The Pacific Crest Trail or PCT is America’s second longest trail and is not for the faint hearted. Starting in Campo, on the US-Mexican border, it crosses the states of California, Oregon, and Washington before finishing at Manning Park, Canada, 2 653 miles (4,270 km) later. It takes a thru hiker between four to six months to complete and at least that beforehand to plan. It is divided into 30 sections, the average length of each section is 91 miles. Although it can be hiked in either direction, most hikers walk northbound, completing the desert section first and giving the snow further north time to melt. There is a balance between not arriving at the Sierra Nevada too soon or the Northern Cascades too late. Setting off from Mexico in mid to late April should ensure you reach Canada before the harsh winter weather arrives which makes sections impassable. To achieve this you must ensure enough ground is covered daily; most thru hikers aim for 20 miles. Some hiker services are also seasonal and better suited to northbound hikers and interestingly, it is currently not possible to legally enter the US from Canada on the PCT. Thru hikers also require a permit, they are free, but north bounders will be assigned a date to leave Campo, this limits the detrimental effect of a large number of hikers leaving at the same time on the fragile environment.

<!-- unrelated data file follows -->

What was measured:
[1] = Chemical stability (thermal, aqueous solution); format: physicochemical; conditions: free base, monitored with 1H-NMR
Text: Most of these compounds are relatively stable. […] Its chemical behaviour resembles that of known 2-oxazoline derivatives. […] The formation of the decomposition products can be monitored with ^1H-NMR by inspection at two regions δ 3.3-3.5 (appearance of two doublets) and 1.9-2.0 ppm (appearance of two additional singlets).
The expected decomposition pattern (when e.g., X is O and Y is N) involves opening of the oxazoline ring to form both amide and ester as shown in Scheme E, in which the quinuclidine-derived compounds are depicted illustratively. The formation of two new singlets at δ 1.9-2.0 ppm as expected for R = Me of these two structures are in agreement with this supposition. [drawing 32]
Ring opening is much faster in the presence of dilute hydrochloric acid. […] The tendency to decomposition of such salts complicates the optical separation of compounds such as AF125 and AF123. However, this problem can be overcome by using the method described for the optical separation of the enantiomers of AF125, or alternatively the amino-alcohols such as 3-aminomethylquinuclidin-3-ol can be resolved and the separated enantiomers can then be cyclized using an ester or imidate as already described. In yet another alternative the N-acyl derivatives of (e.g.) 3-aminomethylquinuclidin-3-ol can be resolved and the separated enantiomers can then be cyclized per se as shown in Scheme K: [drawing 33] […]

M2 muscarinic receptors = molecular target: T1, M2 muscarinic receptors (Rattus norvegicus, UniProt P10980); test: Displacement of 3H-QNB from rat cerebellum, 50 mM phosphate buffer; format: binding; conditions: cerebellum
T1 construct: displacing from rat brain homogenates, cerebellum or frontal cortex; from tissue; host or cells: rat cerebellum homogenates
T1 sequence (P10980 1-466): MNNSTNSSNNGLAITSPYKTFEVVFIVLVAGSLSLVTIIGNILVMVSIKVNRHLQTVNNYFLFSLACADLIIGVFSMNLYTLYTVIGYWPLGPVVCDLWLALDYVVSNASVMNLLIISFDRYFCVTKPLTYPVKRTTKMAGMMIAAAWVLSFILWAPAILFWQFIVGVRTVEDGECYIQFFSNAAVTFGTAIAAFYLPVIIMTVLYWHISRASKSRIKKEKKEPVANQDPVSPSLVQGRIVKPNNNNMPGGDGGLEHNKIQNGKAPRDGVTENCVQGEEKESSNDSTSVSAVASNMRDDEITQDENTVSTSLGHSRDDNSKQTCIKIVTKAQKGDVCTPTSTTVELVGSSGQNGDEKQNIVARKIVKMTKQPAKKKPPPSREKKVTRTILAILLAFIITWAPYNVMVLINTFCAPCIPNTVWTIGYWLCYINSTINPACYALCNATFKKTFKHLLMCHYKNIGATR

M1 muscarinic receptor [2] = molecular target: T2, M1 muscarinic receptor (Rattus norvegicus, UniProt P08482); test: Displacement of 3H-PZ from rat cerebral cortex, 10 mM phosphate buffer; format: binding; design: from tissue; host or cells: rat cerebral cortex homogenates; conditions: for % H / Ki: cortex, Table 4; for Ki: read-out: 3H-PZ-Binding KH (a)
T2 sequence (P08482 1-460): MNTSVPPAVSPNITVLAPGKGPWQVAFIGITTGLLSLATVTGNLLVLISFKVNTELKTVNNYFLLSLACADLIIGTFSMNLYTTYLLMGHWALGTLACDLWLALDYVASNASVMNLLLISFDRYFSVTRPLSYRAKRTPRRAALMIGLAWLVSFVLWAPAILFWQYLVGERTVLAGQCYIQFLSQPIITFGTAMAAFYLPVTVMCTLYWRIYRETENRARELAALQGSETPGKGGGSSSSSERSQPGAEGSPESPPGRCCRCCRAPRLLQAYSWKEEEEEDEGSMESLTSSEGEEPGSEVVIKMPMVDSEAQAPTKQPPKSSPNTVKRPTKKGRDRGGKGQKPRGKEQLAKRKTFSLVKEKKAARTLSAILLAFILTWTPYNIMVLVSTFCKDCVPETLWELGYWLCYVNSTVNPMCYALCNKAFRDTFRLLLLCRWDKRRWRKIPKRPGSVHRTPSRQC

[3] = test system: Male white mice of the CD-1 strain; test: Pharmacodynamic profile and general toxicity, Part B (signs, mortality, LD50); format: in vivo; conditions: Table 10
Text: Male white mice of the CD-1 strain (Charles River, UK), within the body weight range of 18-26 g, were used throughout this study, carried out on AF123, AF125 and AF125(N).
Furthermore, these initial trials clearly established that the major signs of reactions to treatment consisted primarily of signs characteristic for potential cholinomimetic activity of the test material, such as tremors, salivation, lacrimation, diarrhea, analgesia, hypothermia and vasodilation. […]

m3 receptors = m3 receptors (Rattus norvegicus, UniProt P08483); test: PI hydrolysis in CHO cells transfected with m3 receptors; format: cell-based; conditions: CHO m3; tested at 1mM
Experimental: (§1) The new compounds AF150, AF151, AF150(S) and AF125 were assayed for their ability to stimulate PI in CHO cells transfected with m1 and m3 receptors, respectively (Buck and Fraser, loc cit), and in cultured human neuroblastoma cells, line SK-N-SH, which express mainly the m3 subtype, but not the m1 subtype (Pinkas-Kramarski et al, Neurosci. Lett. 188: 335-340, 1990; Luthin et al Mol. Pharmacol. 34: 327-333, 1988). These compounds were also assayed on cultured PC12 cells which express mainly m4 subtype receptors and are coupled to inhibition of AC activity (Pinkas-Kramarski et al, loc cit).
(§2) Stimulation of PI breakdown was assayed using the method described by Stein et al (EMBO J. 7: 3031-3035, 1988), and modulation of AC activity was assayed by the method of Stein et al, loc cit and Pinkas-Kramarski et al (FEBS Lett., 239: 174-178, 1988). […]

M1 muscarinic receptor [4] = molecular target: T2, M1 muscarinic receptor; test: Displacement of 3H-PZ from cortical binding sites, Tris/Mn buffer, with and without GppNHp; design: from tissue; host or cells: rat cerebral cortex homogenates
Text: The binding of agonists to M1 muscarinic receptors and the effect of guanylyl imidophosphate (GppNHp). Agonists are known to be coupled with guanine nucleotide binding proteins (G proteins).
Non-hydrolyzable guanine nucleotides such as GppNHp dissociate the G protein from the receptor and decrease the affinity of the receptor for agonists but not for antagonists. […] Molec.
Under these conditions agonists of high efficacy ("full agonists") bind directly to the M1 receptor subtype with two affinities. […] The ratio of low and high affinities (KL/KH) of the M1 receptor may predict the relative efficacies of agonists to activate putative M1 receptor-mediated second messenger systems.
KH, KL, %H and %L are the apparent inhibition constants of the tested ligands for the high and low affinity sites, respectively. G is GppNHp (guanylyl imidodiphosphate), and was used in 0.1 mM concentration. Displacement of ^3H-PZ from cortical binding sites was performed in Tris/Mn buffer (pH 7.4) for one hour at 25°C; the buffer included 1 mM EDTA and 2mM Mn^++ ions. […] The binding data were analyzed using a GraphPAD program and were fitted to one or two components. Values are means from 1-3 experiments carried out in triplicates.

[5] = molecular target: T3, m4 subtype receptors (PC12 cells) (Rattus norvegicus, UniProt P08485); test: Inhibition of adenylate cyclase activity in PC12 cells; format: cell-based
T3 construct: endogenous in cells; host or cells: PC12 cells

The trail shies away from civilisation, passing through 25 National Forests and 7 national parks. Covering pristine and scenic mountainous landscapes it is a true wilderness adventure in some of America’s most spectacular and diverse terrain. The midpoint of the trail is where the Sierra and Cascade mountains meet, at Chester, California. The highest point is at Forester Pass in the Sierra Nevada, 13153 feet (4009m), the lowest point is on the Bridge of the Gods at the Oregon - Washington border, barely above sea level. The total elevation change on the whole trail is a whopping 420,880 ft (128,284 m)!
Pack weight is hugely important; carrying large packs slows you down and uses more calories; be prepared to lose weight on this adventure. The lighter the load the better so choose lightweight equipment. Food and water must be planned before starting; in some parts of the trail enough food for eight days must be carried and although there are water sources along its length they should not be relied upon. Again, expect some long distances between water sources and know where they are. Food supplies are mailed prior to departure to resupply points along the trail or bought in trail towns and posted to a resupply point further on. For most of the trail you will be sleeping in your tent with the odd night in a trail town hotel here and there.
Contrary to what many think, walking the PCT is not a cheap way to spend half a year. The average cost for a thru hiker, which includes all gear, food and supplies and stops in trail towns is between $4000 and $6000. As of 2018, only 5406 people have completed the trail, 87 of those more than once although these numbers are based on a self-reported honor system. Most hikers using the trail are doing short hikes or completing sections of it. There is also a trail for equestrians and cyclists. Dogs are allowed on the PCT but not in all of the national parks.